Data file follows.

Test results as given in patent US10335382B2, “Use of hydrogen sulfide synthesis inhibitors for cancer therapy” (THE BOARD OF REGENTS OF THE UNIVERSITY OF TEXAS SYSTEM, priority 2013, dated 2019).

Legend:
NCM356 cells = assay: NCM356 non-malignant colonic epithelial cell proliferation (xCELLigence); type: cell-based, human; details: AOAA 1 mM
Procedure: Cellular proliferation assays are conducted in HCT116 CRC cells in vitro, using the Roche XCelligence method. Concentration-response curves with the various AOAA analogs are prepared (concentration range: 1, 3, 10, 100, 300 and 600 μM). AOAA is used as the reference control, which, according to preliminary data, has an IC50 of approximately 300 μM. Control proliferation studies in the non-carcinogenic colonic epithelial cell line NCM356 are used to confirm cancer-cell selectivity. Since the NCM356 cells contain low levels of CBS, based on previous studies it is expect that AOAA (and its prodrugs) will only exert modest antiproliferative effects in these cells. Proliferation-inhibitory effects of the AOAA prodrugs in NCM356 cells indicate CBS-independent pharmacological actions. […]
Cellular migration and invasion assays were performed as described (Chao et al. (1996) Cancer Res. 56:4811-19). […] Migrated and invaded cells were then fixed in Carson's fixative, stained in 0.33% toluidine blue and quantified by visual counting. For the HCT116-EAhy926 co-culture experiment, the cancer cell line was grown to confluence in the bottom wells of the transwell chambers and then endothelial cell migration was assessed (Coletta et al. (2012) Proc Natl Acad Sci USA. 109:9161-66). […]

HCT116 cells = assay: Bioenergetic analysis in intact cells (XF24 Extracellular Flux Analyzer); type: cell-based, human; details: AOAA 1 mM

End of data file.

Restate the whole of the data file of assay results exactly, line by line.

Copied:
Test results as given in patent US10335382B2, “Use of hydrogen sulfide synthesis inhibitors for cancer therapy” (THE BOARD OF REGENTS OF THE UNIVERSITY OF TEXAS SYSTEM, priority 2013, dated 2019).

Legend:
NCM356 cells = assay: NCM356 non-malignant colonic epithelial cell proliferation (xCELLigence); type: cell-based, human; details: AOAA 1 mM
Procedure: Cellular proliferation assays are conducted in HCT116 CRC cells in vitro, using the Roche XCelligence method. Concentration-response curves with the various AOAA analogs are prepared (concentration range: 1, 3, 10, 100, 300 and 600 μM). AOAA is used as the reference control, which, according to preliminary data, has an IC50 of approximately 300 μM. Control proliferation studies in the non-carcinogenic colonic epithelial cell line NCM356 are used to confirm cancer-cell selectivity. Since the NCM356 cells contain low levels of CBS, based on previous studies it is expect that AOAA (and its prodrugs) will only exert modest antiproliferative effects in these cells. Proliferation-inhibitory effects of the AOAA prodrugs in NCM356 cells indicate CBS-independent pharmacological actions. […]
Cellular migration and invasion assays were performed as described (Chao et al. (1996) Cancer Res. 56:4811-19). […] Migrated and invaded cells were then fixed in Carson's fixative, stained in 0.33% toluidine blue and quantified by visual counting. For the HCT116-EAhy926 co-culture experiment, the cancer cell line was grown to confluence in the bottom wells of the transwell chambers and then endothelial cell migration was assessed (Coletta et al. (2012) Proc Natl Acad Sci USA. 109:9161-66). […]

HCT116 cells = assay: Bioenergetic analysis in intact cells (XF24 Extracellular Flux Analyzer); type: cell-based, human; details: AOAA 1 mM